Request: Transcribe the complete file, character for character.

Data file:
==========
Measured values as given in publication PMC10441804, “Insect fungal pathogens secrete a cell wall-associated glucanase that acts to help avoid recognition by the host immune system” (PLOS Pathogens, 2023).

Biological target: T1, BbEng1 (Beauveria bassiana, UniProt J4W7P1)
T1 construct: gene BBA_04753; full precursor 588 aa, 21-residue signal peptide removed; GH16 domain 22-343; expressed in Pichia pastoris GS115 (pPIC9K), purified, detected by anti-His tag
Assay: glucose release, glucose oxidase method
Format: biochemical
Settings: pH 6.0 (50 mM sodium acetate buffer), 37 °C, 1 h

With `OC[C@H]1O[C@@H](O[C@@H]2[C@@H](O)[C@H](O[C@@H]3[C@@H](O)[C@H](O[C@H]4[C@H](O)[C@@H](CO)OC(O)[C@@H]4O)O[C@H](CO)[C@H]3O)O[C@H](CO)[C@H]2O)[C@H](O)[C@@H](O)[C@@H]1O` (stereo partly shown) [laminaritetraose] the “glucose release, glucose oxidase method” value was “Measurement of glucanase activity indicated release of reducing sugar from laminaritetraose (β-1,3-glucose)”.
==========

Measured values as given in publication PMC10441804, “Insect fungal pathogens secrete a cell wall-associated glucanase that acts to help avoid recognition by the host immune system” (PLOS Pathogens, 2023).

Biological target: T1, BbEng1 (Beauveria bassiana, UniProt J4W7P1)
T1 construct: gene BBA_04753; full precursor 588 aa, 21-residue signal peptide removed; GH16 domain 22-343; expressed in Pichia pastoris GS115 (pPIC9K), purified, detected by anti-His tag
Assay: glucose release, glucose oxidase method
Format: biochemical
Settings: pH 6.0 (50 mM sodium acetate buffer), 37 °C, 1 h

With `OC[C@H]1O[C@@H](O[C@@H]2[C@@H](O)[C@H](O[C@@H]3[C@@H](O)[C@H](O[C@H]4[C@H](O)[C@@H](CO)OC(O)[C@@H]4O)O[C@H](CO)[C@H]3O)O[C@H](CO)[C@H]2O)[C@H](O)[C@@H](O)[C@@H]1O` (stereo partly shown) [laminaritetraose] the “glucose release, glucose oxidase method” value was “Measurement of glucanase activity indicated release of reducing sugar from laminaritetraose (β-1,3-glucose)”.